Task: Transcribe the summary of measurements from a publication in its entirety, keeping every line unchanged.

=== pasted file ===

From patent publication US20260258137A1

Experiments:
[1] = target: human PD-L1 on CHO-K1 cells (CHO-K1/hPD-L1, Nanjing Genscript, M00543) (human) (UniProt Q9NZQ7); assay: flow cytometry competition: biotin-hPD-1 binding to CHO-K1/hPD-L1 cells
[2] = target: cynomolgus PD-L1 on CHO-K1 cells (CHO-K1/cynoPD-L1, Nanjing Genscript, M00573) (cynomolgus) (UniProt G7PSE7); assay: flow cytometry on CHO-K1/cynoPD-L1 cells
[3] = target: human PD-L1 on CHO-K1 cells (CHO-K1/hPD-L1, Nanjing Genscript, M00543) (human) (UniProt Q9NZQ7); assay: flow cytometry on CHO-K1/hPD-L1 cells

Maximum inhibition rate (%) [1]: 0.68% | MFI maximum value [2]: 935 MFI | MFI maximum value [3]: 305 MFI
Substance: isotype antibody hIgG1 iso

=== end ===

From patent publication US20260258137A1

Experiments:
[1] = target: human PD-L1 on CHO-K1 cells (CHO-K1/hPD-L1, Nanjing Genscript, M00543) (human) (UniProt Q9NZQ7); assay: flow cytometry competition: biotin-hPD-1 binding to CHO-K1/hPD-L1 cells
[2] = target: cynomolgus PD-L1 on CHO-K1 cells (CHO-K1/cynoPD-L1, Nanjing Genscript, M00573) (cynomolgus) (UniProt G7PSE7); assay: flow cytometry on CHO-K1/cynoPD-L1 cells
[3] = target: human PD-L1 on CHO-K1 cells (CHO-K1/hPD-L1, Nanjing Genscript, M00543) (human) (UniProt Q9NZQ7); assay: flow cytometry on CHO-K1/hPD-L1 cells

Maximum inhibition rate (%) [1]: 0.68% | MFI maximum value [2]: 935 MFI | MFI maximum value [3]: 305 MFI
Substance: isotype antibody hIgG1 iso